• Select your destination



    Invalid Input

     

Working in Egypt

Unemployment rates are very high in Egypt which makes finding jobs for expatriates fairly difficult. Additionally, employers are required to first give jobs to locals and grant them all social security and related benefits, before offering them to foreigners who do not have same rights. This factor does not affect the highly skilled professionals, only seasonal and temporary workforce.

The types of jobs in Egypt vary a great deal, but unlike other countries most people do not go to Egypt for business or financial opportunities. The most common employment option for foreigners is teaching with both private and English language schools hiring. Employees of NGOs also make up a large portion of the expat population in the country. Petroleum export sector and media related businesses are the other major industries drawing foreign workers. The IT industry is just taking root in Egypt so some options are available in this sector as well.

Workers hired from outside of Egypt get better pay packages for the same job, than foreigners who are already in the country. Foreigners hired from abroad get paid in euros, dollars or pounds while expatriates hired form within the country get paid in local currency.  Also it is more difficult to land a job once you are in the country. Having good personal contacts and recommendations  is vital aspect of the Egyptian business culture, so if you are already in the country and looking for a job, cultivating contacts can promote your cause.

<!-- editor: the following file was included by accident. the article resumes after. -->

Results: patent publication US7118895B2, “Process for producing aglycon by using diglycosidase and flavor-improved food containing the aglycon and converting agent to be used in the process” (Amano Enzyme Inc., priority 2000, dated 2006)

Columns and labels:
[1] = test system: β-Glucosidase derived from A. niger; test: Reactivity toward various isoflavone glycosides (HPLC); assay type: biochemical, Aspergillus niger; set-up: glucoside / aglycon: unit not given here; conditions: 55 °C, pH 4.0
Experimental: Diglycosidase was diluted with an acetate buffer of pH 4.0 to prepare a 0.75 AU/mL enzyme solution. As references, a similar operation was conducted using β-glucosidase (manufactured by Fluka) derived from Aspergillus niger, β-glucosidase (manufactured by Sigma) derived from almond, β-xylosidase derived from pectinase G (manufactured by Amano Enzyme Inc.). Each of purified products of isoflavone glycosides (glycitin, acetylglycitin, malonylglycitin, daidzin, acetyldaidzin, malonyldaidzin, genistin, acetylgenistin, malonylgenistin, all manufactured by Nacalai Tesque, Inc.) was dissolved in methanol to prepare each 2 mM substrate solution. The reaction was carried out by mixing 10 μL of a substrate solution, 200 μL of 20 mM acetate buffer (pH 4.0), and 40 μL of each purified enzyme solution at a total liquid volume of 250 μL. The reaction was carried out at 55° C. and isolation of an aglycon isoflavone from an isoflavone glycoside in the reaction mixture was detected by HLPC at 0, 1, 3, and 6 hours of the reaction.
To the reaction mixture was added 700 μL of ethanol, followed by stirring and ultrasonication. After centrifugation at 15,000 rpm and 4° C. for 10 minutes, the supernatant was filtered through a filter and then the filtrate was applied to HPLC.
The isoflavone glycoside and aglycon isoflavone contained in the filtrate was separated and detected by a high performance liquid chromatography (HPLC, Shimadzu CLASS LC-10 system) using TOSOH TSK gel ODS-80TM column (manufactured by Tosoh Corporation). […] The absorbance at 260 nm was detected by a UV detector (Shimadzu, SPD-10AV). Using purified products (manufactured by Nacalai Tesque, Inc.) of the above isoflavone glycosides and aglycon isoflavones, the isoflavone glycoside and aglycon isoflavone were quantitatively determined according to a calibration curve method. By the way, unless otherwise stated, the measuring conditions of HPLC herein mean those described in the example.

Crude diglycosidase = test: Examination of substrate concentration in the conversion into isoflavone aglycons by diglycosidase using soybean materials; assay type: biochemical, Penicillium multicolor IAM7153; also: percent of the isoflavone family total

For individuals interested in short term work diving resorts offer a good opportunity. Diving instructors are always in short supply due to the high turnover. Other casual employment in Egypt includes bartending or working in one of the numerous hotels in in resort towns like Sharm el-Sheikh and Dahab. Enterprising travellers have been known to finance their stays by offering services as masseurs, acupuncturists and herbalists.

To legally work in Egypt, it is necessary to get a work visa. This can be obtained with a formal job offer and if hired from abroad, the employed helps with the paperwork. This makes it easier as navigating the bureaucracy is rather tedious. Work permits are valid for ten to twelve months and have to be renewed thereafter. Expatriates who wish to remain in the country more than three months should start the visa process a few months before the planned arrival date, as costs and processing lengths vary according to each visa type.

 

Before you take off

Please contact us if you believe information on this page is incorrect, misleading or offensive, or if something important is missing.

The International Wanderer aims to provide you with up to date and accurate information. However, content is submitted by writers/wanderers from all over the globe. Sometimes we will get it wrong. Furthermore, working holiday and other visa opportunities and requirements (or numbers allocated) may change. New working holiday agreements are constantly being negotiated between countries. We suggest that you contact the nearest consulate or embassy of the country you wish to visit to ensure you have the most recent and accurate information. For further information about this website see our Terms & Conditions.